Sir New London [Conn.] May 24. 1778 You are now Commander of the Privat[eer] Ship of Warr General Putnam, fitted & Man’d for a Cruize of Six Months against the Enimies of the United States, & now lying at Anchor in this Port, and our Orders to you are, That you Sail on a Cruize the first fair wind (after your Men are on board) a
nd Cruize where you think it will best Answere the desirable purpose viz. to take as many British Merchantmen Ships as you can Man, and send into the most convenient Port of the United States in America, should prefer New London, but if they fall into Bedford1 let the Prize Master apply to Joseph Russell Junr., if to the Eastward of that Port to Col Josiah Waters at Boston If to the Westward, Newbern to John W. Stanley,2 to the Westward of that to such Gen- tlemen as you think are Men of Honesty & Interest & that you can recomend as Such, & desire them to write me immediately, & dispose of Vessels & Cargo & let me know to what Amo. the prizes may have sold for, that we may draw on them for that sum We
wish you a Good Cruize and Safe Return to your Friends & OwnersNathel. Shaw Junr & Co.
A True Copy of the Original Thos. Allen”
It made sense that Shaw sent Allen to Boston, because the Captain had lived in the city prior to marrying a woman from New London. Allen cruised for 5 months and captured a total of 6 english brigs before returning to New London. Allen did not return to sea, but went back to managing his public house in the city.
Putnam sailed out of New London Harbor again in May of 1779 under the command of Nathaniel Saltonstall, brother of Dudley Saltonstall. Once again the privateer sailed the waters off the coast of Massachusetts. This time, however, Shaw gave orders that all captures were to be sent to New London and not to the port of Boston. Putnam captured three ships before encountering foul weather on the 26th of June, forcing her to anchor in Boston Harbor. Unfortunately on the 16th of June the British had landed a force to settle an area in Massachusetts on the Penobscot River. In addition to being a new settlement, New Ireland was to be haven for loyalists fleeing the colonies. In response to this incursion, The Massachusetts General Assembly appointed a Council of War to mount an expedition to drive the British from the Penobscot Peninsula. On July 2nd, 1779 the Council ordered the Sheriff of Suffolk County to press the ship Putnam into service.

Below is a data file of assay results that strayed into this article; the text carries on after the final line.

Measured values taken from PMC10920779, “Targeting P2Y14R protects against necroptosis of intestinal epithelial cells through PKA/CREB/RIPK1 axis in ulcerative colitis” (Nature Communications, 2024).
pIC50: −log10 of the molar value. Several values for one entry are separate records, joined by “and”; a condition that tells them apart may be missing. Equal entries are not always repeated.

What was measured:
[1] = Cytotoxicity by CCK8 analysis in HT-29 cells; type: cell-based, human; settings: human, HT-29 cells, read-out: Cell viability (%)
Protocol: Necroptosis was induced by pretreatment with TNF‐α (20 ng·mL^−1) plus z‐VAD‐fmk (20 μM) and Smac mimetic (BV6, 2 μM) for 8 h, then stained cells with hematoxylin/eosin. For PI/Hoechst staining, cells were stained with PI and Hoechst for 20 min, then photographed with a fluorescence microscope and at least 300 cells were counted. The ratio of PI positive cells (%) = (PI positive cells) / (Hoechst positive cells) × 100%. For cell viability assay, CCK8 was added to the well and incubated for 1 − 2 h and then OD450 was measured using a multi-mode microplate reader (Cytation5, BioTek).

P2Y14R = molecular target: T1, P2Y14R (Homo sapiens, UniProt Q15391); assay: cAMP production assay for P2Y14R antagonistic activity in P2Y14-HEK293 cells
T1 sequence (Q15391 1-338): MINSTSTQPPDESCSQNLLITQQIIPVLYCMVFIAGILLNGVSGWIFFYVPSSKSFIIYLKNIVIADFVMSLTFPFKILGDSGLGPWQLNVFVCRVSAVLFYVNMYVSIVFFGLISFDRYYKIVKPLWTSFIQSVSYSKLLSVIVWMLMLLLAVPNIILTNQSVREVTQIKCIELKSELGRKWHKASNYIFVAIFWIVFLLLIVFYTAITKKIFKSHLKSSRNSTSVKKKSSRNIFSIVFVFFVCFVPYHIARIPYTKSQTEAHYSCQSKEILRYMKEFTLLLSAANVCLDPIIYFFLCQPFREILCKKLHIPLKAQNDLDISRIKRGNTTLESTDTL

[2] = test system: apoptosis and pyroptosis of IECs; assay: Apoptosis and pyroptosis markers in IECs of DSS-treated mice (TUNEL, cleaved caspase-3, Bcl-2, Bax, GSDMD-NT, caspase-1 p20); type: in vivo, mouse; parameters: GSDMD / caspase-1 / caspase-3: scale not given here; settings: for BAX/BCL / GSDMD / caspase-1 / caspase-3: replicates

Nathiel Shaw Jr. did not see any compensation for the seizure and destruction of the ship he had built. After arriving in Boston, Nathaniel Saltonstall was asked to give the ship over to the expedition. He declined feeling he did not have the right without the consent of the owners. The matter was decided by the Massachusetts Assembly. After the legislature authorized the pressing of the ship, Saltonstall was asked to assess her value. Again he declined. The Assembly appointed three captains to assess the ship. They determined her value value to be £10,000 sterling, with an estimate of future value at £100,000 paper money. It took until 1783 for the General Court to settle the matter. A year after Nathaniel Shaw Jr. died, the state of Massachusetts paid the Shaw company the sum of £10,133. 6s. 8d. in compensation for the loss of the privateer ship General Putnam.